I went to see a doctor for a couple of months. The insurance company has informed me they do not feel their driver is at fault because their driver was trying to avoid another car which was entering the freeway and did not yield to their driver. They are claiming sudden emergency. Do I have any defense to this argument? She could have taken other evasive action instead she switched into my lane and hit me caused me to lose control a bit and struck her before I was able to pull over. Is sudden emergency a defense so she doesn't have to compensate me for my expenses and injuries?
Car / Auto Accident Lawyer
Sudden emergency is always a "possible" defense. But a seasoned trial lawyer can tell you if that defense has much merit. You will want to contact a lawyer who specializes in personal injury car wreck cases so that he can evaluate whether that defense can be overcome. If it can, her insurance would be forced to pay you
None of the opinions above should be considered legal advice, until I have had the opportunity to review the actual facts of the case.
10 lawyers agree
Personal Injury Lawyer
To recover, you have to prove the other driver was negligent. If there was a sudden emergency, then she would not be negligent. In a sense that is a defense. So you would have to prove there was some other reason she really ran into you. Was she on her phone?
This is not legal advice. You should always discuss the specifics of your issue in person with an attorney. Be aware that there are time limits on all claims that depend on the kind of claim, so do not delay in seeking an attorney.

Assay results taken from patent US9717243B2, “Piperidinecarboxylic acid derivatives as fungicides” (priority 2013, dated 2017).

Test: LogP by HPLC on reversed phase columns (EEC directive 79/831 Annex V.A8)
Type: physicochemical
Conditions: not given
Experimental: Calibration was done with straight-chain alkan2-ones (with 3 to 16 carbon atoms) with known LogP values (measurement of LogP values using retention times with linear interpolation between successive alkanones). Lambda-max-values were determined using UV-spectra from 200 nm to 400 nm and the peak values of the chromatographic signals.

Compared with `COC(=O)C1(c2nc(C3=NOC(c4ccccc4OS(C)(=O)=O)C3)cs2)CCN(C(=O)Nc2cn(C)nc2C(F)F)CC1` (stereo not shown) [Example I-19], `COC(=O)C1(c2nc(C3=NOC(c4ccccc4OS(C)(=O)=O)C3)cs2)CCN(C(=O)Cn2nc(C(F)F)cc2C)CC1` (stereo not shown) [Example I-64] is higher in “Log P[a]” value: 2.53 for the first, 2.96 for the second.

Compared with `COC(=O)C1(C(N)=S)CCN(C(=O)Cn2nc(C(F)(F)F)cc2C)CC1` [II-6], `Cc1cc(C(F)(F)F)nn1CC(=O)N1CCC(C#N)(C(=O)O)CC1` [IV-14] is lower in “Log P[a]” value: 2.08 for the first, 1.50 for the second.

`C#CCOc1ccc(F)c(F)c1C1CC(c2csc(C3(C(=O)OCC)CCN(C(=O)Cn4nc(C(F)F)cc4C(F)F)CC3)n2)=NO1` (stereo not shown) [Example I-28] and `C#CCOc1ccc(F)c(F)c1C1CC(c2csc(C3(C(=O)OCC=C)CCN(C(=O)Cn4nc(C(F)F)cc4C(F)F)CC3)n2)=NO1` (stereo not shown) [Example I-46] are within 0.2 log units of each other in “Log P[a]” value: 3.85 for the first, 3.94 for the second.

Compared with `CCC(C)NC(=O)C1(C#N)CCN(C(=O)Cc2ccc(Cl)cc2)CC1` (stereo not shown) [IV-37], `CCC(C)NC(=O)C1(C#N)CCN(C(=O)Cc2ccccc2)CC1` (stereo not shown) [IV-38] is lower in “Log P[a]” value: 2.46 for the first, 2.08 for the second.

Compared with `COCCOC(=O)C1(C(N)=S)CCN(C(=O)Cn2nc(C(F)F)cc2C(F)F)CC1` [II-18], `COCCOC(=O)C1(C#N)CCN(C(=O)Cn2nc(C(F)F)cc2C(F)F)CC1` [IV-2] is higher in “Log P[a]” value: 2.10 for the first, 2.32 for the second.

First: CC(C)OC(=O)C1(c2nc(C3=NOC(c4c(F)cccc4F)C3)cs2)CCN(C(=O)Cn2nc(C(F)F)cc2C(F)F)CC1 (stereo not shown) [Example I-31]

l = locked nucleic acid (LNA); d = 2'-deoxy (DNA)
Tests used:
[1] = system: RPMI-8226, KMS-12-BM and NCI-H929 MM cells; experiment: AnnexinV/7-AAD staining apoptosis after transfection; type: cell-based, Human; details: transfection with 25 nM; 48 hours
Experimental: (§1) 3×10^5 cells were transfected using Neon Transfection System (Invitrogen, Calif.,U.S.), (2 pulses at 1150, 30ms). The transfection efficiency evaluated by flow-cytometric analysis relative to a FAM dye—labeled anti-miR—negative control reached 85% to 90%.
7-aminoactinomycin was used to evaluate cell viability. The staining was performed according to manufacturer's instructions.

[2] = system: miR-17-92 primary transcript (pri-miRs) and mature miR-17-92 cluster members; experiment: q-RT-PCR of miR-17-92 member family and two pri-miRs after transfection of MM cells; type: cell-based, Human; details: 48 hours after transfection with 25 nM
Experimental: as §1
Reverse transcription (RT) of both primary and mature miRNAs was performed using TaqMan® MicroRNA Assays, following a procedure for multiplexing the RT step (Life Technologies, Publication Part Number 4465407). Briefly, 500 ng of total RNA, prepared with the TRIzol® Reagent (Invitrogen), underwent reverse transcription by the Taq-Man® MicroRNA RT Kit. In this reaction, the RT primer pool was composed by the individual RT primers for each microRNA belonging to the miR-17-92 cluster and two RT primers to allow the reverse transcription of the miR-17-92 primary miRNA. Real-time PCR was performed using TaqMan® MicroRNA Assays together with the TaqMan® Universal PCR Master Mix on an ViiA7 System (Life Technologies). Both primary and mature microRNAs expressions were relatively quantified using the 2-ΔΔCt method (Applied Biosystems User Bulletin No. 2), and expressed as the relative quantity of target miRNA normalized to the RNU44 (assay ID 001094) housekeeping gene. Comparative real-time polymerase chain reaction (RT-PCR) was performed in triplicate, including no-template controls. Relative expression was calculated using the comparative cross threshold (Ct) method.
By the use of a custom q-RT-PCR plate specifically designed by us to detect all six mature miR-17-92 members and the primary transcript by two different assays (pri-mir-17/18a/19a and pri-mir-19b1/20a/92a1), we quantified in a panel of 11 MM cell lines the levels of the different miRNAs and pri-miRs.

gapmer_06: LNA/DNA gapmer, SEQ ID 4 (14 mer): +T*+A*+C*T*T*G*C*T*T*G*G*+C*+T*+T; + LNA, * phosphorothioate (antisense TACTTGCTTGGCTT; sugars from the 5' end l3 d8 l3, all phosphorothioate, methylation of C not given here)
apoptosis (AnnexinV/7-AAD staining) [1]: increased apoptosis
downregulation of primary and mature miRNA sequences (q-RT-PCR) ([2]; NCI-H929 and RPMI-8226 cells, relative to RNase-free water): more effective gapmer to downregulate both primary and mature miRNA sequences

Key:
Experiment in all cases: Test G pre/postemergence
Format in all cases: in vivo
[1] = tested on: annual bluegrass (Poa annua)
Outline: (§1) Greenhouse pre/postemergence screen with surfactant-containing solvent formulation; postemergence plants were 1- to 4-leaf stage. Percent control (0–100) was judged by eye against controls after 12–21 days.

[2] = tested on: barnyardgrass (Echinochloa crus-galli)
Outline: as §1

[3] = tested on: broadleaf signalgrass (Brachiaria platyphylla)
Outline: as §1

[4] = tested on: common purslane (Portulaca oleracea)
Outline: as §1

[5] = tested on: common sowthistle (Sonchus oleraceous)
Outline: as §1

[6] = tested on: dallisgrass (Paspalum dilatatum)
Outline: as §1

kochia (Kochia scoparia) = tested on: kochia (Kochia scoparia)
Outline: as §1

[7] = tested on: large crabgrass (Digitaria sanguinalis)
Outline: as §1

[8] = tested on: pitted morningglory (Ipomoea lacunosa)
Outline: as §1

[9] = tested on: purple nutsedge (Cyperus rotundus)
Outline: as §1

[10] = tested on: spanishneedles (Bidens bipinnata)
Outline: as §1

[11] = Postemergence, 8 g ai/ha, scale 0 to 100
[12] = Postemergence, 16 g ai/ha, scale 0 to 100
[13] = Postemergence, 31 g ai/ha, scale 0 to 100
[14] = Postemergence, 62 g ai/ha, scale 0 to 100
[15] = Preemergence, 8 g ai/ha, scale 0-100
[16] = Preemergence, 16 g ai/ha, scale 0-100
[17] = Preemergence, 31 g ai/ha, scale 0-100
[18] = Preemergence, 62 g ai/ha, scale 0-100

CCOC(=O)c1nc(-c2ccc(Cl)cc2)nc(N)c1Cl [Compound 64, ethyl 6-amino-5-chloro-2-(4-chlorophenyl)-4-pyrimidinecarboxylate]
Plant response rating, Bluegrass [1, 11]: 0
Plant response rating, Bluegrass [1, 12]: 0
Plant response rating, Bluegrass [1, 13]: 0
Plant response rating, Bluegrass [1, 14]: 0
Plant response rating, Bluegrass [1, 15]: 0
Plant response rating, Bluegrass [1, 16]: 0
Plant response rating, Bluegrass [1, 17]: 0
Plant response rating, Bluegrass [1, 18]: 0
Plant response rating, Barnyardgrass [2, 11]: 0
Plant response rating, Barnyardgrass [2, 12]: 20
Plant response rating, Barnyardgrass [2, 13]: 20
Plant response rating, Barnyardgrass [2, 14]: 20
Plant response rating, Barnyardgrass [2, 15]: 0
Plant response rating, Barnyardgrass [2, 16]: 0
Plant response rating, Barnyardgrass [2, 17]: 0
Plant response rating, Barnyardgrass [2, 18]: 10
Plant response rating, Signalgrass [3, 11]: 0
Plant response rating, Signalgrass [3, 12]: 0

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Personal Injury Lawyer
You may have another way to go here, with a claim against your own carrier for uninsured motorist coverage based on the negligent act of the unknown party who cut off the party who struck you.
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Mr. Lundeen is licensed to practice law in Florida and Vermont. The response herein is not legal advice and does not create an attorney/client relationship. The response is in the form of legal education and is intended to provide general information about the matter within the question. Oftentimes the question does not include significant and important facts and timelines that, if known, could significantly change the reply and make it unsuitable. Mr. Lundeen strongly advises the questioner to confer with an attorney in your state in order to ensure proper advice is received.
This ans. does not create an attorney/client relationship.